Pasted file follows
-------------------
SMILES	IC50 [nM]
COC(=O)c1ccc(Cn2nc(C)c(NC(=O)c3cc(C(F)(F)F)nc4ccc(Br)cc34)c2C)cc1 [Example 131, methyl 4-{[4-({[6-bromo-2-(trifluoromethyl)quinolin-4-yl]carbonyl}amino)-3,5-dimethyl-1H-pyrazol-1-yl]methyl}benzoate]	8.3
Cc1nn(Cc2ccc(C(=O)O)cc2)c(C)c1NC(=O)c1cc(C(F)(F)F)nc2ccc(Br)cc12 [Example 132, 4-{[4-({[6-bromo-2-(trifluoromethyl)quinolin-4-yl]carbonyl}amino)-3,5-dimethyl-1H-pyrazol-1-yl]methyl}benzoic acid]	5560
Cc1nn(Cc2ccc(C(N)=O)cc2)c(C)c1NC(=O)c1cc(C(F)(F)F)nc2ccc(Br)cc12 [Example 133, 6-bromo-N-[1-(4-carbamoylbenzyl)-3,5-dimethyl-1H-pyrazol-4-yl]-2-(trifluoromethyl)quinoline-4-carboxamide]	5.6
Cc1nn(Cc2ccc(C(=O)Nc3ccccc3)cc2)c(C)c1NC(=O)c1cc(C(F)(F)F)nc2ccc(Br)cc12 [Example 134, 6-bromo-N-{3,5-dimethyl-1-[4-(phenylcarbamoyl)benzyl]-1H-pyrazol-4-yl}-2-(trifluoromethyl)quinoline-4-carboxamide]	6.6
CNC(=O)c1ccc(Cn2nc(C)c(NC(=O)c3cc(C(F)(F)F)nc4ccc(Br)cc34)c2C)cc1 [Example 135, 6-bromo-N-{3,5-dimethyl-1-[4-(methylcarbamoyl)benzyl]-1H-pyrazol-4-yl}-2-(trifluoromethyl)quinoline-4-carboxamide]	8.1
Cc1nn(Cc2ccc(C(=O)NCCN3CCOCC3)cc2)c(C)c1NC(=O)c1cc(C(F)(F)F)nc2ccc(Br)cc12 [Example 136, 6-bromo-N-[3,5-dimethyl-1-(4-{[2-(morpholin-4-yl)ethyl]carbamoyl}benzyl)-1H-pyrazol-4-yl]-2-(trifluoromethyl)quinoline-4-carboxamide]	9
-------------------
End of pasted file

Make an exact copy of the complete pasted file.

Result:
SMILES	IC50 [nM]
COC(=O)c1ccc(Cn2nc(C)c(NC(=O)c3cc(C(F)(F)F)nc4ccc(Br)cc34)c2C)cc1 [Example 131, methyl 4-{[4-({[6-bromo-2-(trifluoromethyl)quinolin-4-yl]carbonyl}amino)-3,5-dimethyl-1H-pyrazol-1-yl]methyl}benzoate]	8.3
Cc1nn(Cc2ccc(C(=O)O)cc2)c(C)c1NC(=O)c1cc(C(F)(F)F)nc2ccc(Br)cc12 [Example 132, 4-{[4-({[6-bromo-2-(trifluoromethyl)quinolin-4-yl]carbonyl}amino)-3,5-dimethyl-1H-pyrazol-1-yl]methyl}benzoic acid]	5560
Cc1nn(Cc2ccc(C(N)=O)cc2)c(C)c1NC(=O)c1cc(C(F)(F)F)nc2ccc(Br)cc12 [Example 133, 6-bromo-N-[1-(4-carbamoylbenzyl)-3,5-dimethyl-1H-pyrazol-4-yl]-2-(trifluoromethyl)quinoline-4-carboxamide]	5.6
Cc1nn(Cc2ccc(C(=O)Nc3ccccc3)cc2)c(C)c1NC(=O)c1cc(C(F)(F)F)nc2ccc(Br)cc12 [Example 134, 6-bromo-N-{3,5-dimethyl-1-[4-(phenylcarbamoyl)benzyl]-1H-pyrazol-4-yl}-2-(trifluoromethyl)quinoline-4-carboxamide]	6.6
CNC(=O)c1ccc(Cn2nc(C)c(NC(=O)c3cc(C(F)(F)F)nc4ccc(Br)cc34)c2C)cc1 [Example 135, 6-bromo-N-{3,5-dimethyl-1-[4-(methylcarbamoyl)benzyl]-1H-pyrazol-4-yl}-2-(trifluoromethyl)quinoline-4-carboxamide]	8.1
Cc1nn(Cc2ccc(C(=O)NCCN3CCOCC3)cc2)c(C)c1NC(=O)c1cc(C(F)(F)F)nc2ccc(Br)cc12 [Example 136, 6-bromo-N-[3,5-dimethyl-1-(4-{[2-(morpholin-4-yl)ethyl]carbamoyl}benzyl)-1H-pyrazol-4-yl]-2-(trifluoromethyl)quinoline-4-carboxamide]	9